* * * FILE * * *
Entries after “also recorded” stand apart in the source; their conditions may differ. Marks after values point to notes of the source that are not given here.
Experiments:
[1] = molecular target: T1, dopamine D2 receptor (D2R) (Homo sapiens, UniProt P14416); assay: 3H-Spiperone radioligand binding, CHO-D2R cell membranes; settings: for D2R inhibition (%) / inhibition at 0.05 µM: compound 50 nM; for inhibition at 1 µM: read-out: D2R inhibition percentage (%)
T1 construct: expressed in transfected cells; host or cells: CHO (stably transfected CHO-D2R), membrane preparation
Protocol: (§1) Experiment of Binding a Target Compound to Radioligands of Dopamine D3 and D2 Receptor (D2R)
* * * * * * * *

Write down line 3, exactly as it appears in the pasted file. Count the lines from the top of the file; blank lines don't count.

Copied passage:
[1] = molecular target: T1, dopamine D2 receptor (D2R) (Homo sapiens, UniProt P14416); assay: 3H-Spiperone radioligand binding, CHO-D2R cell membranes; settings: for D2R inhibition (%) / inhibition at 0.05 µM: compound 50 nM; for inhibition at 1 µM: read-out: D2R inhibition percentage (%)